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    This year I will be sharing brief excerpts from the articles, sermons, and books I am currently reading. My posts will not follow a regular schedule but will be published as I find well-written thoughts that should be of interest to maturing Christian readers. Whenever possible, I encourage you to go to the source and read the complete work of the author.

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The Christian And Discouragement

It is easy to become discouraged in this present world whether you are a Christian or not. Sometimes Christians are discouraged by their own personal failures. This often happens when we evaluate our efforts to serve God, the church, and others as inadequate. Charles H. Spurgeon reminds us that our strength is in God’s Hands:

“Yet now be strong, O Zerubabbel, saith the Lord; and be strong, O Joshua, son of Josedech, the high priest; and be strong, all ye people of the land, saith the Lord, and work: for I am with you, saith the Lord of hosts: according to the word that I covenanted with you when ye came out of Egypt, so my spirit remaineth among you: fear ye not.” (Haggai 2:4-5)

By the mouth of His servant Haggai stern rebukes were uttered, and the whole people were aroused. . . .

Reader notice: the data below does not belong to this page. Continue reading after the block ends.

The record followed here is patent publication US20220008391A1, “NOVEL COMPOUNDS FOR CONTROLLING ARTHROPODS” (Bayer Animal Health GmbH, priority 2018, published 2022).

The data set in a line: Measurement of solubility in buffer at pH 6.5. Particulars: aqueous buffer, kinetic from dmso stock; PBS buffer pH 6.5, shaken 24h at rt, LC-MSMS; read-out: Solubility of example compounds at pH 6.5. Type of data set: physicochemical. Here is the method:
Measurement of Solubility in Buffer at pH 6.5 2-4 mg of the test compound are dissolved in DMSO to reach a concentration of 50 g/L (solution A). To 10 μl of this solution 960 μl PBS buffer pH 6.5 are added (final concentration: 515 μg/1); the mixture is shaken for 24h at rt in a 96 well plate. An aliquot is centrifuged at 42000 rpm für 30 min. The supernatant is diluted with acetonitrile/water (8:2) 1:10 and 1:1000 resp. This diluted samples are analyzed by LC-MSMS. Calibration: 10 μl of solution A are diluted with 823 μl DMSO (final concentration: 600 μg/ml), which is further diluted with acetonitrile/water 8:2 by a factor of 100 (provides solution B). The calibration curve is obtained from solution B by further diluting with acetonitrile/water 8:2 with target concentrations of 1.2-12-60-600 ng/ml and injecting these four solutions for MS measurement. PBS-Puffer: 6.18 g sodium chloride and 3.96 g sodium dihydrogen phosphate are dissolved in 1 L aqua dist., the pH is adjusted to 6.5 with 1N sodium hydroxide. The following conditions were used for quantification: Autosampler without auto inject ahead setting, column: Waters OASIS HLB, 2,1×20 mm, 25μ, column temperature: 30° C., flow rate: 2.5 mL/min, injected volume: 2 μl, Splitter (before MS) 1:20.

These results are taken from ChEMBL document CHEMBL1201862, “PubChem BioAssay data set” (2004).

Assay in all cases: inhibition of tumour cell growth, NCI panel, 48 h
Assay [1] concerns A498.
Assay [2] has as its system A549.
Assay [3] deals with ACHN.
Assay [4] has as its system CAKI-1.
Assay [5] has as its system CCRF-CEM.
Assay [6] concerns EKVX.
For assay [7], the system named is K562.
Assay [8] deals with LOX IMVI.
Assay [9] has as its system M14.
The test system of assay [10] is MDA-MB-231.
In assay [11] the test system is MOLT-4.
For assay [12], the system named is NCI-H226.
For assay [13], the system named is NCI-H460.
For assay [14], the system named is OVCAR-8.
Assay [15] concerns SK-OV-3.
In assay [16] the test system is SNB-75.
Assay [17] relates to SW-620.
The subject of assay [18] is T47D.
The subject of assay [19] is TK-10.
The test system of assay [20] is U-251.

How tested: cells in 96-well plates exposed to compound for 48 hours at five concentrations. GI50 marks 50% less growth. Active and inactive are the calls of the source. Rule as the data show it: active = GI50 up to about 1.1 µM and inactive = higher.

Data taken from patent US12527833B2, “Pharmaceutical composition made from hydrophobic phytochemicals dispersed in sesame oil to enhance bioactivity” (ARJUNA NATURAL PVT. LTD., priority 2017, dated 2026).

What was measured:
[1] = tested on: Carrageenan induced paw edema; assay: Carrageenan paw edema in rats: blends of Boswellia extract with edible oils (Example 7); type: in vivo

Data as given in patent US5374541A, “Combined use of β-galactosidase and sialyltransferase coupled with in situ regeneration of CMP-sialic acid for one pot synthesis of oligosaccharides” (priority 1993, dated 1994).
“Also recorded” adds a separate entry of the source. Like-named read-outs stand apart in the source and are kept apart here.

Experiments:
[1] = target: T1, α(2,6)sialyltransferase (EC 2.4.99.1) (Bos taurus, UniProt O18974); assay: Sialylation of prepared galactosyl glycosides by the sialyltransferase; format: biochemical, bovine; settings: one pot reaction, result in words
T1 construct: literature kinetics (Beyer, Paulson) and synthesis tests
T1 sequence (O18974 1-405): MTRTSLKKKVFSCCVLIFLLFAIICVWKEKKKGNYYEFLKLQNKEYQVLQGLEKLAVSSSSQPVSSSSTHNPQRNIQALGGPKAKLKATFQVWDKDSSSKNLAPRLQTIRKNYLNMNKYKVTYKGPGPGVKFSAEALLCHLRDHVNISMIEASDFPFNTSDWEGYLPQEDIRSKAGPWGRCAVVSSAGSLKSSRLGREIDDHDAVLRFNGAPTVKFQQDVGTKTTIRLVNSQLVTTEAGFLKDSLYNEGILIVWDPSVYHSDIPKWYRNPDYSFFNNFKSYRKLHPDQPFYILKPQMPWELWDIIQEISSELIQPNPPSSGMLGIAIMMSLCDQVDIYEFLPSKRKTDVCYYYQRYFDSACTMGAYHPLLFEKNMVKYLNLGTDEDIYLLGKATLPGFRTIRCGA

The present times are, in many respects, similar to those of Haggai. History certainly repeats itself within the church of God as well as outside of it; and therefore the messages of God need to be repeated also. The words of some almost-forgotten prophet may be re-delivered by the watchman of the Lord in these present days, and be a timely word for the present emergency. We are not free from the worldliness which puts self first and God nowhere, else our various enterprises would be more abundantly supplied with the silver and the gold which are the Lord’s, but which even professing Christians reserve for themselves. When this selfish greed is conquered, then comes in a timorous depression. Among those who have escaped from worldliness there is apt to be too much despondency, and men labor feebly as for a cause which is doomed to failure. This last evil must be cured. . . .

To begin with, here is DISCOURAGEMENT FORBIDDEN. Discouragement comes readily enough to us poor mortals who are occupied in the work of God, seeing it is a work of faith, a work of difficulty, a work above our capacity, and a work much opposed.

Discouragement is very natural: it is a native of the soil of manhood. To believe is supernatural, faith is the work of the Spirit of God; to doubt is natural to fallen men; for we have within us an evil heart of unbelief. It is abominably wicked, I grant you; but still it is natural, because of the downward tendency of our depraved hearts. Discouragement towards good things is a weed that grows without sowing. To be faint-hearted and downcast happens to some of us when we are half drowned in this heavy atmosphere, and it also visits us on the wings of the east wind. It takes little to make some hands hang down: a word or a look will do it. I do not, therefore, excuse it; but the rather condemn myself for having a nature prone to such evil.